Now, from a career perspective, maybe that’s a mistake. Maybe sticking with one sub-genre for my entire career might be a better way to establish a loyal fan base and churn out stories that are eagerly anticipated by those fans.

But even if it is, I’m enjoying my foray into contemporary murder mystery. Who knows, my next book might be a romance novel.

Seeding the Future

Some series are structured from the beginning; others are open-ended. If you don’t know how long your series will go on–if you want the possibility to add more books if it does well–then you’ll do yourself a favour by seeding ideas for the future.

This technique might not be useful for you if your series is highly structured and working towards a certain predetermined end. For example, the Harry Potter series was planned from the beginning to be seven books long–one for each of Harry’s years at Hogwarts.

But suppose your series is about the crew of a starship. You’re sure you could write a lot of books about their adventures. Or suppose your series is about a detective. You’d like to be able to write a number of stories about her cases. How long these two series will be is going to depend in large part on how well the early books sell. Based on sales, you’ll choose whether to extend the series, or whether to write something else.

If you’re extending your series, you don’t want each book to become Episode of the Week. A new crime to solve, a new planet to explore–but so what? One way to make each book “count” is to reveal more about your characters. Maybe one of them changes in a meaningful way. Or maybe we find out about someone’s past. Or maybe two characters start (or end) a relationship.

And then there’s your seeds.

The navigator of your starship crew always wears a helmet. Nobody’s ever seen his face. In the first few books, this fact is just a matter of mild curiosity. But if you need a story idea for a later book—take off that helmet. Has he assumed someone else’s identity? Is he an alien? Is he hiding an injury or a secret?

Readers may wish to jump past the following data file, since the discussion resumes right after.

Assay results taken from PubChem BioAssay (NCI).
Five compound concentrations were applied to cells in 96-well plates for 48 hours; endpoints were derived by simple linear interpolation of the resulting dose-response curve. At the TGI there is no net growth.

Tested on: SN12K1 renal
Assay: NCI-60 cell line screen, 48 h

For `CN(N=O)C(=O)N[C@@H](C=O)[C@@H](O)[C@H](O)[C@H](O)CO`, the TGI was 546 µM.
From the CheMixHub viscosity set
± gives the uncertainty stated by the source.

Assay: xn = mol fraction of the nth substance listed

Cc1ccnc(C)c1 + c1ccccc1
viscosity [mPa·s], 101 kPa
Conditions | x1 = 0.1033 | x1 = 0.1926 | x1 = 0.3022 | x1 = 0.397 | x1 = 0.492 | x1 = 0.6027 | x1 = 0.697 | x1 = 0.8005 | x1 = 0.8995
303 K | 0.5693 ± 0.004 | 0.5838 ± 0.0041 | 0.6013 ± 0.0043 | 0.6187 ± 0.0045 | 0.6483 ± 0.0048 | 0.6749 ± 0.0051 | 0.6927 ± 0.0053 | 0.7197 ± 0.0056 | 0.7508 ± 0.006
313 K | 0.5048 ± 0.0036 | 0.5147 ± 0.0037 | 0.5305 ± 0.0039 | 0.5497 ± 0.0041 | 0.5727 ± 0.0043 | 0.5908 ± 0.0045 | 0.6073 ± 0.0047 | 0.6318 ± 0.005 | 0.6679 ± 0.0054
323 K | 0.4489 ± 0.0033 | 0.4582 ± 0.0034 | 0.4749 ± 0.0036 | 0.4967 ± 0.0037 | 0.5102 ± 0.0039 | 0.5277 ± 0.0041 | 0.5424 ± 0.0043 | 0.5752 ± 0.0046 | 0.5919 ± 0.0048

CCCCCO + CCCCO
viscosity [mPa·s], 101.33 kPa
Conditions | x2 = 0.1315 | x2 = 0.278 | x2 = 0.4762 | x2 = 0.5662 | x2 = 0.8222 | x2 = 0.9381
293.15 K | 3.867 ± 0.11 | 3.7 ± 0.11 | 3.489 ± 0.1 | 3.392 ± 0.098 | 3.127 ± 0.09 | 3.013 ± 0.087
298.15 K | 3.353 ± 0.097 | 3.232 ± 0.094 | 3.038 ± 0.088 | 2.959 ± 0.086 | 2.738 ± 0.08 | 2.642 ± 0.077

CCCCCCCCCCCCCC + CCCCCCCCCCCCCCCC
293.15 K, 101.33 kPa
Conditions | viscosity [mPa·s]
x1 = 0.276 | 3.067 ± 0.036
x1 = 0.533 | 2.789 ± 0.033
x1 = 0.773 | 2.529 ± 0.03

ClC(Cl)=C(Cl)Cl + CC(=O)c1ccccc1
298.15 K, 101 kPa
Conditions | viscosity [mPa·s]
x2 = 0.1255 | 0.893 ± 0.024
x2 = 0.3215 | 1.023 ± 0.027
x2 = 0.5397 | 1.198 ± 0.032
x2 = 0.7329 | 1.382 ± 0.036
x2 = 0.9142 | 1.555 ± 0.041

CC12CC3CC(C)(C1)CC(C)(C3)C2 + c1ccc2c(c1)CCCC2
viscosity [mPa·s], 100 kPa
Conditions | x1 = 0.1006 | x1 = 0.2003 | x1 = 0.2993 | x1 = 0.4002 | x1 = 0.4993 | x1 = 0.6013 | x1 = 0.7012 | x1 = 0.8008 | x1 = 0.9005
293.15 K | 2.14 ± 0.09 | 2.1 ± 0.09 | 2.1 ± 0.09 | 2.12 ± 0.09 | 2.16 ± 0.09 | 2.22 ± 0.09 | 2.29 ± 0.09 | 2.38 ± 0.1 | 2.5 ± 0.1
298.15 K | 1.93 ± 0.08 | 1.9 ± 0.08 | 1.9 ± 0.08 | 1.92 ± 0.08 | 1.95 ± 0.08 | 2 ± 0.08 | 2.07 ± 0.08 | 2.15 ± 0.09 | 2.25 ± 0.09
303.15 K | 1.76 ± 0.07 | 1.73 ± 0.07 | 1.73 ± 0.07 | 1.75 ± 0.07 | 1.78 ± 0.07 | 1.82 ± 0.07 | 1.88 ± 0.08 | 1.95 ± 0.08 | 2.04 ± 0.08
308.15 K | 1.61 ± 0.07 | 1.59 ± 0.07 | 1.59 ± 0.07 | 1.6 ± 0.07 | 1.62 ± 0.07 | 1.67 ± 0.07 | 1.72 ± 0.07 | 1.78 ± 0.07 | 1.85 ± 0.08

Your detective believes that her son died after meeting with foul play. His body was never recovered. In the first few books, this tragic past is why she became a detective. But if you need a story idea for a later book–one of the criminals she arrests has a tip that her son may be alive.

If you choose not to extend the series, these “hooks” become background information, matters of curiosity, things mentioned in passing, general “flavor.” But if you do choose to write more books later, you’ll have ideas to explore that have been “written into” the series from the beginning.

It is possible to go overboard on the story seeds. If your starship crew spend the earlier books constantly wonder what’s under the navigator’s helmet, then your audience will feel dissatisfied if they don’t ever find out. You also don’t want to overly restrict future stories by laying too many hints that you can’t contradict later on. You’ll have trouble making your detective the youngest of six daughtersif you mentioned in book one that she’s an only child!

But if you seed ideas into your earlier books, then if you extend your series, your later books won’t feel like “add-ons made up off the top of your head”. They’ll tie into previous books, expanding on ideas that you suggested from the very beginning. And if your characters grow and change, or if your audience learns more about them, then your series will maintain a sense of continuity–and possibly take both you and your readers to some surprising new places.